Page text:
The November 2011 issue of Town & Country pictures jeweled eye candy, including a charming balloon brooch from Vhernier (the Palloncino brooch) that would certainly meet Lucky’s criteria for a gamine-look accessory, along with earrings from Hemmerle and from Yossi Harari.
In the feature “10 Ways to Look More Polished” in the September 2011 issue of InStyle, the magazine reports: “Loose, effortless-looking chignons were accented with chic brooches at the Chanel show. Sam McKnight, who styled the dos, says to first mist strands with texturizing spray to rough them up (this will help keep the pin from slipping). Twist hair into a knot, fasten, then clip your jeweled piece into the side. For extra security, slide a few bobby pins under the closure.” The featured glass and crystal brooch with gold plate is from Roxanne Assoulin for Lee Angel.
InStyle reiterates the suggestion to “pop in a sparkly pin” as an easy holiday hair trick in the December 2011 issue. Actress Blake Lively is pictured in a brooch-adorned ‘do from her hairstylist Rod Ortega. The magazine also pictures a pair of brooches, one silver-plated and one gold-plated, with Austrian crystals from R.J. Graziano.
The September 2011 issue of Elle features an ensemble from Celine, including a leather coat to which is affixed a vintage brooch from Beladora.com. A savvy reader called the issue to the attention of the magazine’s editorial staff, writing in a letter published in a later issue, “if a pin is put onto leather, the holes never come out; I consider this a fashion mistake.” An assistant fashion editor for the magazine responded: “Much like in a film, on a fashion shoot, you’re not supposed to see the sleights of hand and high-flying wires. Did we use double-stick tape? Was there an intern holding the brooch, who then got magically Photoshopped away? Avoid holes in your leather by pinning a brooch on a chic scarf instead.” I would add that the Elle staff and readers might be interested in learning about a patented design called the Magna-Pin that can hold a brooch securely to a leather garment without piercing it. The model in Elle also wears a sterling silver pendant necklace from Elsa Peretti, Tiffany & Co.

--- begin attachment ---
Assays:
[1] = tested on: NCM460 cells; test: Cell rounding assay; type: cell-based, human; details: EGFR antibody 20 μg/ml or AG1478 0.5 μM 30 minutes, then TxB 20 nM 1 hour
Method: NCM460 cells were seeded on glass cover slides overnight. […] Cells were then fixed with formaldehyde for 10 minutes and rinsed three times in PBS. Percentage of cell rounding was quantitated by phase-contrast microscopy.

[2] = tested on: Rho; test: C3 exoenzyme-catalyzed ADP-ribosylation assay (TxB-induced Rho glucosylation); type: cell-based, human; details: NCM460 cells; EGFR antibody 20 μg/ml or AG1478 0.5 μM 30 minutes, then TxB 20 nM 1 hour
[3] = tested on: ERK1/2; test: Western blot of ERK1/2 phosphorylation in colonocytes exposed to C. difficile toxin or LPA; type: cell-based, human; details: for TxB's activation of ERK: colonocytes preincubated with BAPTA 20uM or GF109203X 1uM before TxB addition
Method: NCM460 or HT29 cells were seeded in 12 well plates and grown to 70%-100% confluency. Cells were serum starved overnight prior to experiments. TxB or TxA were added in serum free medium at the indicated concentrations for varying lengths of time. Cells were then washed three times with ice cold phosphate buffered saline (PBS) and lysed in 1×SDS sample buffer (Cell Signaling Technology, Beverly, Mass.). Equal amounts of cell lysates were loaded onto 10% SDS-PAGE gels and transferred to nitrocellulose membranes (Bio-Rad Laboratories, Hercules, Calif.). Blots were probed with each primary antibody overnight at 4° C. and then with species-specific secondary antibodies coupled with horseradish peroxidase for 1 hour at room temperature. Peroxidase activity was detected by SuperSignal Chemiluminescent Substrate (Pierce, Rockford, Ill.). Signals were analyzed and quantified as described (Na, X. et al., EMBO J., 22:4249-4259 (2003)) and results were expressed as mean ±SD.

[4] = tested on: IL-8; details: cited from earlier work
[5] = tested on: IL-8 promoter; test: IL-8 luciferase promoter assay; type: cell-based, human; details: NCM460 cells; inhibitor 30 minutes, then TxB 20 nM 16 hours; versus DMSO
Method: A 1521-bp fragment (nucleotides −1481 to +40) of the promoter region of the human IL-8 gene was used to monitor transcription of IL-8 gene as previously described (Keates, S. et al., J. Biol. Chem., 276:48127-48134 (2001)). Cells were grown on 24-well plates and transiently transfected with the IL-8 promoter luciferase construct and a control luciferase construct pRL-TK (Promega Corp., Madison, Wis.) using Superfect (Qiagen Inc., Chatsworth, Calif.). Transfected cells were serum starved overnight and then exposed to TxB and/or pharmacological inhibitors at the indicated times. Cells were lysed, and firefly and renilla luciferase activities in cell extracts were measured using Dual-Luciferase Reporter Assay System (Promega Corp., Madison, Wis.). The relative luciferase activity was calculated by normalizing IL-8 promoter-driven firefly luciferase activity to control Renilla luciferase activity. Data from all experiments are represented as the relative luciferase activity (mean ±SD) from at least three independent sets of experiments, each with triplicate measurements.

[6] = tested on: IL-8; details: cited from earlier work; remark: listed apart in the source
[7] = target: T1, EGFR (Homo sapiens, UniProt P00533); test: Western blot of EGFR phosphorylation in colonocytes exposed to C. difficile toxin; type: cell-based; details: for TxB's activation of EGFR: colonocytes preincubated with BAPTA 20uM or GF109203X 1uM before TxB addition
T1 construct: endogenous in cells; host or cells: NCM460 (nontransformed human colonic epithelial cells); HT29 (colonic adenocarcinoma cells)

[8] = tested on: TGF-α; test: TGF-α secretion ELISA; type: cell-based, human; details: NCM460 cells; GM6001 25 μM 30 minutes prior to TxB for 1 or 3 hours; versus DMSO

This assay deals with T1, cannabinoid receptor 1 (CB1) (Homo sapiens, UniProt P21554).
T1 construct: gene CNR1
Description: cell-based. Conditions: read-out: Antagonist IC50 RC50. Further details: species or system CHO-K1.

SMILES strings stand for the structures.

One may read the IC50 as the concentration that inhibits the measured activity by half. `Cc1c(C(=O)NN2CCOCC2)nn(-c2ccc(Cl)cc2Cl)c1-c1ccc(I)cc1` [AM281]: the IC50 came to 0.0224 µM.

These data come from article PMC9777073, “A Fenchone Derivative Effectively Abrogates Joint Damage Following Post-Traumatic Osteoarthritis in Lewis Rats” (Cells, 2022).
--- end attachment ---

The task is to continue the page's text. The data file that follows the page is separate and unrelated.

The November 2011 issue of Town & Country pictures, among the latest resort collection designs, a grouping of pins from Vionnet it terms “must have,” reporting: “At Vionnet, designer Rodolfo Paglialunga’s recent trips to Africa, India, and Japan inspired pieces like a color-blocked coat with kimono sleeves and beaded elephant pins to clip onto anything—shoes, hair, a handbag—that cries out for a bit of adventure.”
Actress Kim Cattrall adds excitement to a blazer with five brooches pinned to one lapel and an additional sparkly element peeking out of a pocket on the same side, in this photo from the November 21, 2011 issue of New York magazine.
If you still haven’t discovered brooches, now just may be the time to go a bit adventurous. Whether your preferred look is schoolgirl tweedy, gamine chic or va-va-voom, you may discover a new-found enthusiasm for the stylish effect of brooches.